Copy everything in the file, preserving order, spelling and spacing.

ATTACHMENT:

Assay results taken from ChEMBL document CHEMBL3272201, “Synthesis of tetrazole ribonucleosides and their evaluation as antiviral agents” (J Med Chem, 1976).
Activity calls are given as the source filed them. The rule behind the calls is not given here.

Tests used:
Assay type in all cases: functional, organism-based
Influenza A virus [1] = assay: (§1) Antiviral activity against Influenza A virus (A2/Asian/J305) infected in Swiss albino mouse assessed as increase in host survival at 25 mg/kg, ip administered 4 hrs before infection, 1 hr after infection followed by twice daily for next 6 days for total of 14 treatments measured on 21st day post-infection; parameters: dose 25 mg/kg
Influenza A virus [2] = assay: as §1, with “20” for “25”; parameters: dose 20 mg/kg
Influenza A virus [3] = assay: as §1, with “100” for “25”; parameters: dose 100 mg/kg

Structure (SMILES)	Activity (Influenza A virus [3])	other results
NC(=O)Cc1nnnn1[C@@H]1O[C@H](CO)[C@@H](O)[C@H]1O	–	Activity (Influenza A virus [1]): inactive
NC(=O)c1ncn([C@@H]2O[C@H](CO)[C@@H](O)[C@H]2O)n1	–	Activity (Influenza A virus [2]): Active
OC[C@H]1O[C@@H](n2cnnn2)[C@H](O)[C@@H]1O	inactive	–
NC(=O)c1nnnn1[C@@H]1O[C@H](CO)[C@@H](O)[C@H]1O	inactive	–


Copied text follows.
Assay results taken from ChEMBL document CHEMBL3272201, “Synthesis of tetrazole ribonucleosides and their evaluation as antiviral agents” (J Med Chem, 1976).
Activity calls are given as the source filed them. The rule behind the calls is not given here.

Tests used:
Assay type in all cases: functional, organism-based
Influenza A virus [1] = assay: (§1) Antiviral activity against Influenza A virus (A2/Asian/J305) infected in Swiss albino mouse assessed as increase in host survival at 25 mg/kg, ip administered 4 hrs before infection, 1 hr after infection followed by twice daily for next 6 days for total of 14 treatments measured on 21st day post-infection; parameters: dose 25 mg/kg
Influenza A virus [2] = assay: as §1, with “20” for “25”; parameters: dose 20 mg/kg
Influenza A virus [3] = assay: as §1, with “100” for “25”; parameters: dose 100 mg/kg

Structure (SMILES)	Activity (Influenza A virus [3])	other results
NC(=O)Cc1nnnn1[C@@H]1O[C@H](CO)[C@@H](O)[C@H]1O	–	Activity (Influenza A virus [1]): inactive
NC(=O)c1ncn([C@@H]2O[C@H](CO)[C@@H](O)[C@H]2O)n1	–	Activity (Influenza A virus [2]): Active
OC[C@H]1O[C@@H](n2cnnn2)[C@H](O)[C@@H]1O	inactive	–
NC(=O)c1nnnn1[C@@H]1O[C@H](CO)[C@@H](O)[C@H]1O	inactive	–